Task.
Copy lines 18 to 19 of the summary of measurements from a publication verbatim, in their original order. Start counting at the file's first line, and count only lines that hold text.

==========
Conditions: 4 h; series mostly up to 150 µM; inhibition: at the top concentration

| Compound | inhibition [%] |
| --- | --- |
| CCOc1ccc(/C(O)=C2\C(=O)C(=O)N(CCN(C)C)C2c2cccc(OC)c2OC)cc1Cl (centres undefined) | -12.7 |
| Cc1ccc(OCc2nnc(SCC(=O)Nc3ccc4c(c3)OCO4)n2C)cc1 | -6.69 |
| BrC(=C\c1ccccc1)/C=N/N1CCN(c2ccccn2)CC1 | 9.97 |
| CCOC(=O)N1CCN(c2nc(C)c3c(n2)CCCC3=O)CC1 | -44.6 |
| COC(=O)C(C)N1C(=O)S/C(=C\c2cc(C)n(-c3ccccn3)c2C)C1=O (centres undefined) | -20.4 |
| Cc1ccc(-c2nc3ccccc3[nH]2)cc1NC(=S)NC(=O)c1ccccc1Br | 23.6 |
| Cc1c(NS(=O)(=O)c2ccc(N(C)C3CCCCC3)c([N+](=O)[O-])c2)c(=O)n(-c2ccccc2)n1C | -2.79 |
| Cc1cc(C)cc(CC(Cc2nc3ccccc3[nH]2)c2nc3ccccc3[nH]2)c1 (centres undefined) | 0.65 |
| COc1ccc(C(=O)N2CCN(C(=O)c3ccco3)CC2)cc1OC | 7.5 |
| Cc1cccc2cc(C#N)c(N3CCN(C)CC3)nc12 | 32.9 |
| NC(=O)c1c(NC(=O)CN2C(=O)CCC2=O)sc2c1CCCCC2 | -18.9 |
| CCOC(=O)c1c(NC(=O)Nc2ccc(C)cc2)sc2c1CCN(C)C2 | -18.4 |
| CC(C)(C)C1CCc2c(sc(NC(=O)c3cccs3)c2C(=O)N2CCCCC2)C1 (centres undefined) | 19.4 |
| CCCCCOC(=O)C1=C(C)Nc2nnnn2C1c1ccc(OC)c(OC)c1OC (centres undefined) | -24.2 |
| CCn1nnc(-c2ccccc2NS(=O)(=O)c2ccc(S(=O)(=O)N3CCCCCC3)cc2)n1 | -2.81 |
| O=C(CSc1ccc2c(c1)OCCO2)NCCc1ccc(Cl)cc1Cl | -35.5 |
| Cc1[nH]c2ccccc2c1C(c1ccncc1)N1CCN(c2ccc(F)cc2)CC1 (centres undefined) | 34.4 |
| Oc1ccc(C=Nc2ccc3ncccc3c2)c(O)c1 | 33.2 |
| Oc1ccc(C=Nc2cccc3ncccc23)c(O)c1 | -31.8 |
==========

| CCn1nnc(-c2ccccc2NS(=O)(=O)c2ccc(S(=O)(=O)N3CCCCCC3)cc2)n1 | -2.81 |
| O=C(CSc1ccc2c(c1)OCCO2)NCCc1ccc(Cl)cc1Cl | -35.5 |